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Is there a Maximum amount of water changes one should do on an auto water change system? 🤔💧🐟

Arty Mars

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Hello everyone, 

So i've essentially got an infinite amount of H2O at my disposal now that i've automated all my water changes using carbon block water filters and overflows. I'm wondering wether there's a limit for how much you can change the water before it will affect the bacteria or fish? 

Is 200% a week overkill when you're heavily feeding and the water being changed "gradually throughout the week" is pretreated, heated and oxygenated etc?

I want to be able to over feed bucket loads of brine shrimp and not worry about clouding or ammonia spikes by doing 20-30% water changes on a drip system throughout the day. In an ideal world i'd have a drip system to feed live brine shrimp every 2 hours as-well but that's a problem for some other high-tech automation Nerm to work out 😅  23aa533516a5c79d495bee8e6b488a8ed446d0d6.jpg.ac912b3943eaf736c2fbda041c1074b0.jpg

I've successfully drilled all 20 of my Grow Out and Conditioning Tanks with 1/4 inch holes for attaching quick connect pipes and irrigation tube for draining water.

Now drilling a few more for auto water top-offs and extra drainage on bigger tanks "it's painfully slow but doesn't really need to be much wider pipe with a drip system".












Everything seems to be going smooth so far, for now i'm manually topping off the tanks every other day and they drain themselves to about an inch or two from the rim of the tank. 🤞🏻😅


I've also discovered adding a length of tube to an elbow or T-Fitting will bell siphon the tank to as low as you want and then you can fill to just under the outlet hole until you're ready to do another water change, top it off0ee6cf7a7f62f8a51a5c088690955ee808b70934.jpg.3b4ed7622f56f5055649e642b3b982bd.jpg and let it siphon back down again! 😄

I use tap water filtered with carbon then catalytic carbon blocks (which filters out the chlorine + chloramines that I've discovered Melbourne Water has a small amount of in Australia)

Now the plan is to set up a water pump on a solenoid to automatically fill the tanks each day through the inlet hole with a couple gallons of treated water from a big water drum hidden upstairs in the pantry haha (and auto dosing a dash of prime into the drum every other day to combat the excess ammonia that is generated when you filter out chloramines with carbon) Or perhaps I could be using Purigen or some other ammonia sucking resin for that 🤔 

The third hole is going to be plugged or just extra drainage for now, but at some point I might use it for mixing RO water into specific tanks with fish that like super soft water or to trick Corydoras into breeding i've heard haha 🤣 

Perhaps it can be my Brine Shrimp Dispensing Inlet when someone invents a live Brine Shrimp Generator hahaha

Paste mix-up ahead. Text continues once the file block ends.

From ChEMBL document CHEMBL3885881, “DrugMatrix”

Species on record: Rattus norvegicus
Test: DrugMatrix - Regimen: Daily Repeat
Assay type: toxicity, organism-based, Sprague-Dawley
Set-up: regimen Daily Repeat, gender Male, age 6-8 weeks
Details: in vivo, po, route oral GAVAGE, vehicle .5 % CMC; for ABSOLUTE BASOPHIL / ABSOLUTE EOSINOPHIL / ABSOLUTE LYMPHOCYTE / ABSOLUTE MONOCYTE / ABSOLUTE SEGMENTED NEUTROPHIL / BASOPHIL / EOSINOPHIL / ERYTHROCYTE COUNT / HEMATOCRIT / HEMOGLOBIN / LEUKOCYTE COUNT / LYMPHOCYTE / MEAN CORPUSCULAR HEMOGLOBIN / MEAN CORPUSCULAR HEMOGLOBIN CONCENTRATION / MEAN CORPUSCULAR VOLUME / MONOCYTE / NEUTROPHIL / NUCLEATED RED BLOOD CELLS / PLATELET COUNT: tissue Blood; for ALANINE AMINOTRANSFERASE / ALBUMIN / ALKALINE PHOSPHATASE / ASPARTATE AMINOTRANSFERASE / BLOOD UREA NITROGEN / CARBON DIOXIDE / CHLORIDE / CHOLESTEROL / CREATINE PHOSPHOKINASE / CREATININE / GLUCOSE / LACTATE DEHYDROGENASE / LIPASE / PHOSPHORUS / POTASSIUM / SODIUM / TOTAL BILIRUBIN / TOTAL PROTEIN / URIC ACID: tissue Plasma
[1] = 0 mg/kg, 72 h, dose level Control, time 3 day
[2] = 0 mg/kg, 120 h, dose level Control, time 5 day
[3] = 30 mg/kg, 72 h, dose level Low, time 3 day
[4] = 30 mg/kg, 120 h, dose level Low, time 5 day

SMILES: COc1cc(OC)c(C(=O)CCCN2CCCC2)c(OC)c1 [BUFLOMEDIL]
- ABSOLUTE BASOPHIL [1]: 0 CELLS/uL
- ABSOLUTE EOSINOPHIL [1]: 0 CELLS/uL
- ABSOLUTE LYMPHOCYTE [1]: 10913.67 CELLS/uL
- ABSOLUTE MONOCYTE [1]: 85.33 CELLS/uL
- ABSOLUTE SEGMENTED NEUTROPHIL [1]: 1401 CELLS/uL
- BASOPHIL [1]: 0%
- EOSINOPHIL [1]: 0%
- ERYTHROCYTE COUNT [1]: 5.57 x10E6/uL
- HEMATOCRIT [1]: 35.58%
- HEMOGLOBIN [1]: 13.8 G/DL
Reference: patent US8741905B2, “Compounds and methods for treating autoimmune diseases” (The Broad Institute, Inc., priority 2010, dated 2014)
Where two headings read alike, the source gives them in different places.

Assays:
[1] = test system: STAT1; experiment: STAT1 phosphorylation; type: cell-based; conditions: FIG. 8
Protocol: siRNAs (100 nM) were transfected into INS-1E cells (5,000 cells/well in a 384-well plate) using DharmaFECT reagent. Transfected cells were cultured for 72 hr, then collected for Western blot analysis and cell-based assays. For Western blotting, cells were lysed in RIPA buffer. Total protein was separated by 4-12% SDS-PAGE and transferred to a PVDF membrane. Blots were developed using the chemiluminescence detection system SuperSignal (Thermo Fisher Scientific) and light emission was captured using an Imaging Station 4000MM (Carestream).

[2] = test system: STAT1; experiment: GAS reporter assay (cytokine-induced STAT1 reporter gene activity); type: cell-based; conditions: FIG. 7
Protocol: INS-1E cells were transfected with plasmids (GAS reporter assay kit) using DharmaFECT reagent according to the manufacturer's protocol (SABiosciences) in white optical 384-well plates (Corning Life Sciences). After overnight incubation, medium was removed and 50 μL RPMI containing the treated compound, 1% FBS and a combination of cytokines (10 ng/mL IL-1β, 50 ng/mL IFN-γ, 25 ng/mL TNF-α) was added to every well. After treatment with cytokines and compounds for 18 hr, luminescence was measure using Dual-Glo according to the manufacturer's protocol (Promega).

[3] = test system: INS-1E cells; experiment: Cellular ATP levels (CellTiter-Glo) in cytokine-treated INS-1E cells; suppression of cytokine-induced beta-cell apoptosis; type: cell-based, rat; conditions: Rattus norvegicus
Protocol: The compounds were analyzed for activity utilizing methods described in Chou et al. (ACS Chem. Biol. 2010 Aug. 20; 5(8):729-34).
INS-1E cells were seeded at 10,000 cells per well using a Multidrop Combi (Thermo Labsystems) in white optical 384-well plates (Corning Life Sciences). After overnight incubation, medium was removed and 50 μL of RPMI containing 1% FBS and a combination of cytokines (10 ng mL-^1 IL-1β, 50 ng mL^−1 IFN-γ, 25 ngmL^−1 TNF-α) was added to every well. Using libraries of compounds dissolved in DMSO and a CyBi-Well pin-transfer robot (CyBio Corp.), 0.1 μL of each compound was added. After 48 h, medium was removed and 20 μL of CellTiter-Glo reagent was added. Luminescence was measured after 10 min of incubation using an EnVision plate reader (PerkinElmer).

Edited by Arty Mars
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If the water is available and free and you can get rid of excess water without trouble (often the biggest issue) then no amount of water change is too much. Dan of Dan's Fish Room is building his new facility adjacent to a stream and the stream will more or less run through his fish room essentially doing a 100% water change constantly. Assuming the water coming in is clean and pure, a big assumption, you don't need any filtration at all with such a setup.

Some of the commercial aquariums in coastal locations just pump sea water through their display tanks after filtering it on the way into the aquarium. I think the Aquarium of the Pacific does that. I remember watching a video where they have this pipe cleaning thing they shoot through the intake pipes to remove accumulated sea life.

I've toyed with an auto water change system here, but I have septic tanks and no good way to dispose of excess water and the idea of adding 20,000 gallons of unnecessary water to the septic system never strikes me as a good idea. The amount of water that accumulates with even a 0.5 gallon per hour drip system can be daunting. A half-gallon per hour is twelve gallons per day. That's 4,380 gallons per year, per tank. Five tanks at 4,380 gallons per tank is 21,900 gallons per year. Yikes! It's like adding two or three extra bathrooms to your septic system. If it's not designed to handle it, you'll have problems.

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@Arty Mars; In the wild, our fish receive a 100% water change every second of their lives, but that water is of the same temp and pH as the water before it was. If you do a large water change every day, there shouldn't be any issues as long as you replace the water slowly, as they're used to in the wild, even during the monsoons.

@gardenman; You must live in the country and that's fine. You can take your used water after a water change and pour it on your lawn or garden, used aquarium water makes a great fertilizer.

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